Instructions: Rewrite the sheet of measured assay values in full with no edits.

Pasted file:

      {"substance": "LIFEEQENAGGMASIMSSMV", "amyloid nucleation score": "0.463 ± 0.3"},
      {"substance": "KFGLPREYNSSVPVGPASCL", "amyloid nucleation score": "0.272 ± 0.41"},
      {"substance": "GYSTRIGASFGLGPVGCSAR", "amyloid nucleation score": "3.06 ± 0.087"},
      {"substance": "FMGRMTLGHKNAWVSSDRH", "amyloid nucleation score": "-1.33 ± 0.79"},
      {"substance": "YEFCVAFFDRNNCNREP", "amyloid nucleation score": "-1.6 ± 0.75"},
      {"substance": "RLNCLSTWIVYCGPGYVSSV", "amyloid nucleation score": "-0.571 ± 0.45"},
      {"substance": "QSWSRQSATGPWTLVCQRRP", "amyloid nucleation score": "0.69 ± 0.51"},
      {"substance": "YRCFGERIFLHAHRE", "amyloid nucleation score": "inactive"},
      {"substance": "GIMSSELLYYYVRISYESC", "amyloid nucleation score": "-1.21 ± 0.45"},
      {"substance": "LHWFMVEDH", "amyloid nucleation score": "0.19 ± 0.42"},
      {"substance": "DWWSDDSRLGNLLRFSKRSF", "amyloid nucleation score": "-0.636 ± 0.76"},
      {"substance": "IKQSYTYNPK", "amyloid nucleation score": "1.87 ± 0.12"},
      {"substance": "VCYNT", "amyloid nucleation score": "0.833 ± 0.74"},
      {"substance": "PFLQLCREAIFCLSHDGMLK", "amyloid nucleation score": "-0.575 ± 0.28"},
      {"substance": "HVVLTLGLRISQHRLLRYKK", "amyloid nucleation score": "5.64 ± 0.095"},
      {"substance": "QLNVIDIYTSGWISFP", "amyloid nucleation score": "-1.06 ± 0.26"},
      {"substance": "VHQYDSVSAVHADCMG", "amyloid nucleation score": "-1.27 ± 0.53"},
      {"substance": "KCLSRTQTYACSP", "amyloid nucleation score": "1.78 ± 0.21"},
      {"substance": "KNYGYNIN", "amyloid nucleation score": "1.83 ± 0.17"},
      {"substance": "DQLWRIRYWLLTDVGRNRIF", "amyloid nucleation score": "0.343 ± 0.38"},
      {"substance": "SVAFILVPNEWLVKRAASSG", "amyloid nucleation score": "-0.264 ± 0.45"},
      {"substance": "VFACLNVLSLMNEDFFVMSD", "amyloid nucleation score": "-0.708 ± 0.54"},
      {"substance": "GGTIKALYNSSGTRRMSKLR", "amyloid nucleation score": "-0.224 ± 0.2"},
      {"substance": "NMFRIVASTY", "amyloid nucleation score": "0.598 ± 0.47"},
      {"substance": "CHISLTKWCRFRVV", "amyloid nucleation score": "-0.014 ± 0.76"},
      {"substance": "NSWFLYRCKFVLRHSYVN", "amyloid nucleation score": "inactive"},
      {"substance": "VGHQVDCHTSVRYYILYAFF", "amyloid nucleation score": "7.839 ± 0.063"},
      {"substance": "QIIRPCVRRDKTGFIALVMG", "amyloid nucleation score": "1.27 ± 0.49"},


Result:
      {"substance": "LIFEEQENAGGMASIMSSMV", "amyloid nucleation score": "0.463 ± 0.3"},
      {"substance": "KFGLPREYNSSVPVGPASCL", "amyloid nucleation score": "0.272 ± 0.41"},
      {"substance": "GYSTRIGASFGLGPVGCSAR", "amyloid nucleation score": "3.06 ± 0.087"},
      {"substance": "FMGRMTLGHKNAWVSSDRH", "amyloid nucleation score": "-1.33 ± 0.79"},
      {"substance": "YEFCVAFFDRNNCNREP", "amyloid nucleation score": "-1.6 ± 0.75"},
      {"substance": "RLNCLSTWIVYCGPGYVSSV", "amyloid nucleation score": "-0.571 ± 0.45"},
      {"substance": "QSWSRQSATGPWTLVCQRRP", "amyloid nucleation score": "0.69 ± 0.51"},
      {"substance": "YRCFGERIFLHAHRE", "amyloid nucleation score": "inactive"},
      {"substance": "GIMSSELLYYYVRISYESC", "amyloid nucleation score": "-1.21 ± 0.45"},
      {"substance": "LHWFMVEDH", "amyloid nucleation score": "0.19 ± 0.42"},
      {"substance": "DWWSDDSRLGNLLRFSKRSF", "amyloid nucleation score": "-0.636 ± 0.76"},
      {"substance": "IKQSYTYNPK", "amyloid nucleation score": "1.87 ± 0.12"},
      {"substance": "VCYNT", "amyloid nucleation score": "0.833 ± 0.74"},
      {"substance": "PFLQLCREAIFCLSHDGMLK", "amyloid nucleation score": "-0.575 ± 0.28"},
      {"substance": "HVVLTLGLRISQHRLLRYKK", "amyloid nucleation score": "5.64 ± 0.095"},
      {"substance": "QLNVIDIYTSGWISFP", "amyloid nucleation score": "-1.06 ± 0.26"},
      {"substance": "VHQYDSVSAVHADCMG", "amyloid nucleation score": "-1.27 ± 0.53"},
      {"substance": "KCLSRTQTYACSP", "amyloid nucleation score": "1.78 ± 0.21"},
      {"substance": "KNYGYNIN", "amyloid nucleation score": "1.83 ± 0.17"},
      {"substance": "DQLWRIRYWLLTDVGRNRIF", "amyloid nucleation score": "0.343 ± 0.38"},
      {"substance": "SVAFILVPNEWLVKRAASSG", "amyloid nucleation score": "-0.264 ± 0.45"},
      {"substance": "VFACLNVLSLMNEDFFVMSD", "amyloid nucleation score": "-0.708 ± 0.54"},
      {"substance": "GGTIKALYNSSGTRRMSKLR", "amyloid nucleation score": "-0.224 ± 0.2"},
      {"substance": "NMFRIVASTY", "amyloid nucleation score": "0.598 ± 0.47"},
      {"substance": "CHISLTKWCRFRVV", "amyloid nucleation score": "-0.014 ± 0.76"},
      {"substance": "NSWFLYRCKFVLRHSYVN", "amyloid nucleation score": "inactive"},
      {"substance": "VGHQVDCHTSVRYYILYAFF", "amyloid nucleation score": "7.839 ± 0.063"},
      {"substance": "QIIRPCVRRDKTGFIALVMG", "amyloid nucleation score": "1.27 ± 0.49"},